So far, investors have had no reason to complain about American Airlines' (NASDAQ:AAL) merger with US Airways. The company has reported a record profit in every single quarter since the merger closed.
Customers haven't had much to complain about, either. The merger hasn't been perfect, but so far there haven't been any major integration-related snafus.
However, the biggest integration milestone comes this weekend, as American Airlines and US Airways merge their reservations systems. This is a key step in allowing the company to operate as a single airline. It's also been the occasion for major headaches in several previous airline mergers, including US Airways' own merger with America West -- and more recently, the United Continental (NYSE:UAL) merger.
The danger of integration
In early 2012, as United Continental prepared to move to a single reservations system, CEO Jeff Smisek assured investors that the company had conducted four full dress rehearsals for the switch. Thus, management expected a fairly seamless transition.
Yet the "cutover" was anything but seamless. As United switched to the Continental Airlines reservation system, numerous glitches popped up, causing delays. Some check-in kiosks didn't work on the day of the switch, forcing customers to wait in line for agents. It didn't help that customer service agents from the United Airlines side were now working with unfamiliar software.
To make matters worse, United Continental had opted to launch its combined frequent flyer program on the same day as the reservation system migration. This added more headaches, as some frequent fliers' mileage balances weren't transferred correctly, many routine seat upgrade requests were not completed, and call center wait times spiraled out of control.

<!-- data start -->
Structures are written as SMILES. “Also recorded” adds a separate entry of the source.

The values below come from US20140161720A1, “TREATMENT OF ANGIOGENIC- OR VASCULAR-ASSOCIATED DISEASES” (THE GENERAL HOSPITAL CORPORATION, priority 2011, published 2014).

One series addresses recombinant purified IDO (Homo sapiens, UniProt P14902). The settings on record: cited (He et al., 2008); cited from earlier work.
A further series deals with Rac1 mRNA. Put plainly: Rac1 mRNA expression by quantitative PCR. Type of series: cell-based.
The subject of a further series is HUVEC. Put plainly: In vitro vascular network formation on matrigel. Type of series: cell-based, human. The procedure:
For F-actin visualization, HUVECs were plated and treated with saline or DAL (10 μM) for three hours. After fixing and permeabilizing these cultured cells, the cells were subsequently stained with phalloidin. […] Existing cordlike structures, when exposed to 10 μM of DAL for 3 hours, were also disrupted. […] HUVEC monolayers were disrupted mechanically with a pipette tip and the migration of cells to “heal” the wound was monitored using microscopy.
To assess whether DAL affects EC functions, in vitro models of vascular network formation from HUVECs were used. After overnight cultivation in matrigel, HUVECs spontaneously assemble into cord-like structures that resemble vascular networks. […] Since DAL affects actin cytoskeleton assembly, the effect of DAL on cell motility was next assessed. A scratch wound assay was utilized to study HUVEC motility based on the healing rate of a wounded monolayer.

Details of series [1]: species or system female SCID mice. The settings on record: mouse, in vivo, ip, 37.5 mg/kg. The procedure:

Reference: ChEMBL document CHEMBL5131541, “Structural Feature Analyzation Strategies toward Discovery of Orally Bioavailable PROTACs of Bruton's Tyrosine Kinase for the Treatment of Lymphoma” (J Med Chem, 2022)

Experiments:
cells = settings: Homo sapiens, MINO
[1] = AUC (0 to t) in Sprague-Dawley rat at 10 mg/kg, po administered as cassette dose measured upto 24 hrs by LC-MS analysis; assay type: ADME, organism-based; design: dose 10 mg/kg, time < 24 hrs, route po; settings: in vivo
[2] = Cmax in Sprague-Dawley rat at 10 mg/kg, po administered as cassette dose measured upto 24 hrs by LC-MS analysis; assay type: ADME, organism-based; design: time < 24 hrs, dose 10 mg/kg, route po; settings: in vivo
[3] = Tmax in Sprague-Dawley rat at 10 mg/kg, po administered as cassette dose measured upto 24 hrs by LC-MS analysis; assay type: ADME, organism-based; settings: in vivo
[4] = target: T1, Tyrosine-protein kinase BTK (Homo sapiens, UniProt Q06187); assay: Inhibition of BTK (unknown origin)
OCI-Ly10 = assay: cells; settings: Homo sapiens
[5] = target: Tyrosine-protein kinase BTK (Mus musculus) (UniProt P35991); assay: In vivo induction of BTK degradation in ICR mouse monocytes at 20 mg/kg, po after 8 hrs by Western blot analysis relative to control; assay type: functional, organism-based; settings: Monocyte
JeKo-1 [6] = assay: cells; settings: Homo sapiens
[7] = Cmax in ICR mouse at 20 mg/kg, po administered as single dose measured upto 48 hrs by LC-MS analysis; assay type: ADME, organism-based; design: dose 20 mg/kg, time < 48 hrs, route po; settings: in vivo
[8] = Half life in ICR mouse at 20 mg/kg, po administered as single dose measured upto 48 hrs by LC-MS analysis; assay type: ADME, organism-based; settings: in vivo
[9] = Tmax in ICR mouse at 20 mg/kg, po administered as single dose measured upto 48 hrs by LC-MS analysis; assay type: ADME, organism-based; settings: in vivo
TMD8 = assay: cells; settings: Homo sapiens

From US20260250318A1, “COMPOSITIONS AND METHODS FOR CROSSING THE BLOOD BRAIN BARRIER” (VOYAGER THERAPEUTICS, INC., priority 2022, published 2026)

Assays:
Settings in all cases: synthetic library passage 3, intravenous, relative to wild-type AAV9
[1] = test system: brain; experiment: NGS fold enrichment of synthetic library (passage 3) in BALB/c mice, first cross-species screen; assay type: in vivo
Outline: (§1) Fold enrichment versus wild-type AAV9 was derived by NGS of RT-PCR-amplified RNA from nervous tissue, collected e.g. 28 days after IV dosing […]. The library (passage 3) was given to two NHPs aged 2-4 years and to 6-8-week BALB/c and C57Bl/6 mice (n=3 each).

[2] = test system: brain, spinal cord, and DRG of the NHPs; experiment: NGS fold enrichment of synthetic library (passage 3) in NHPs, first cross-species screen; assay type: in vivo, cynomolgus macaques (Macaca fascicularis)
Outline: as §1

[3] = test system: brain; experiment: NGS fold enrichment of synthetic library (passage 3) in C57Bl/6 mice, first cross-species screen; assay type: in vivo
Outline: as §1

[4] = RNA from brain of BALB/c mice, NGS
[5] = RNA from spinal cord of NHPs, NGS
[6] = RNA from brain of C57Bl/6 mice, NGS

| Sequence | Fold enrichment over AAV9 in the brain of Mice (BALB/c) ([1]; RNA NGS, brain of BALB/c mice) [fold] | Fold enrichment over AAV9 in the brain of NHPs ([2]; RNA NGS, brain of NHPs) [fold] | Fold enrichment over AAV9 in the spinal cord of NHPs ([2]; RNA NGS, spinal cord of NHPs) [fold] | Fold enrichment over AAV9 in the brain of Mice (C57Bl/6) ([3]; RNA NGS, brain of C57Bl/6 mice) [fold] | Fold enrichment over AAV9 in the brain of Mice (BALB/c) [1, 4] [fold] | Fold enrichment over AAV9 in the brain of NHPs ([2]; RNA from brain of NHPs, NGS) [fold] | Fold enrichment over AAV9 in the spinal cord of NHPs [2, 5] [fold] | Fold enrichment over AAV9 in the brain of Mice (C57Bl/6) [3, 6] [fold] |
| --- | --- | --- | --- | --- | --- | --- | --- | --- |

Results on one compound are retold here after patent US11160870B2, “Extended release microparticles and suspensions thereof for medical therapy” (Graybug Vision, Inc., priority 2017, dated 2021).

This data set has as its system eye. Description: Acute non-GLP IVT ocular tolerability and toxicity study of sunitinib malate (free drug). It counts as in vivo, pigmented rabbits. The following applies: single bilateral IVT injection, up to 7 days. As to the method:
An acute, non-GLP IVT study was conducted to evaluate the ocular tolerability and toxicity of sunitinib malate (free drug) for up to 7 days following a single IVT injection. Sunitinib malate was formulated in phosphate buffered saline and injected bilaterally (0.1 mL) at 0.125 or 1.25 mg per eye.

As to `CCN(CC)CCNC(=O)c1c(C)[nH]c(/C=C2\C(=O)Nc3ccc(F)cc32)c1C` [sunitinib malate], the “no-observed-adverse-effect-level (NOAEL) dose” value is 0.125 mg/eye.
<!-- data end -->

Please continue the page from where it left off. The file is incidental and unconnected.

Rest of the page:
Worst of all, the problems lasted well beyond integration day. Technology glitches cropped up repeatedly at United during 2012 and have remained an all-too frequent issue in the past three years. This has alienated United Airlines customers and damaged the company's profitability.
American Airlines' plan for a smooth transition
American Airlines executives have plenty of experience with rough merger integrations. That's because CEO Doug Parker and several of his top lieutenants also led US Airways through its merger with America West a decade ago. The reservation system migration there was a disaster, leading to lost reservations, massive lines, and widespread flight delays.
American's management has tried to learn from its previous mistakes -- and those at United -- to ensure a smoother integration process this time. First, American Airlines opted to integrate the frequent flyer programs before the full reservation system integration in order to avoid tackling multiple big tasks simultaneously. The programs were combined successfully in March.
Second, management opted to use the technology systems of premerger American Airlines, because it was twice the size of US Airways. That minimized the number of employees who will have to learn a new system. The company also built a new interface on top of the American Airlines reservation system that resembles the old US Airways system, reducing the learning curve.
Third, in July, the US Airways website began funneling customers to the American Airlines website for post-Oct. 17 bookings. As a result, very few people still have reservations in the old US Airways system that is going away on Saturday. That should reduce the scope of any snafus in the reservation migration process.
Finally, American Airlines hired 1,900 extra employees a few months ago to cover for US Airways workers who needed to undergo training. These workers will also be available this weekend to respond to any problems that crop up. The increase in headcount has put pressure on American Airlines' unit costs, but these expenses represent insurance against the possibility of a damaging technology failure.
Will it work?
On paper, it looks like American Airlines has done everything necessary to avoid an integration nightmare this weekend. By breaking up the integration process into as many stages as possible, it has reduced the complexity of what needs to happen on Saturday.
Of course, that doesn't guarantee a perfect result. But if the reservation system migration goes smoothly, it will pave the way for American Airlines to unlock significant revenue and cost synergies in the next year or two, keeping profits at record levels.
Adam Levine-Weinberg owns shares of United Continental Holdings, and is long November 2015 $40 calls on American Airlines Group. The Motley Fool is long January 2017 $35 calls on American Airlines Group. Try any of our Foolish newsletter services free for 30 days. We Fools may not all hold the same opinions, but we all believe that considering a diverse range of insights makes us better investors. The Motley Fool has a disclosure policy.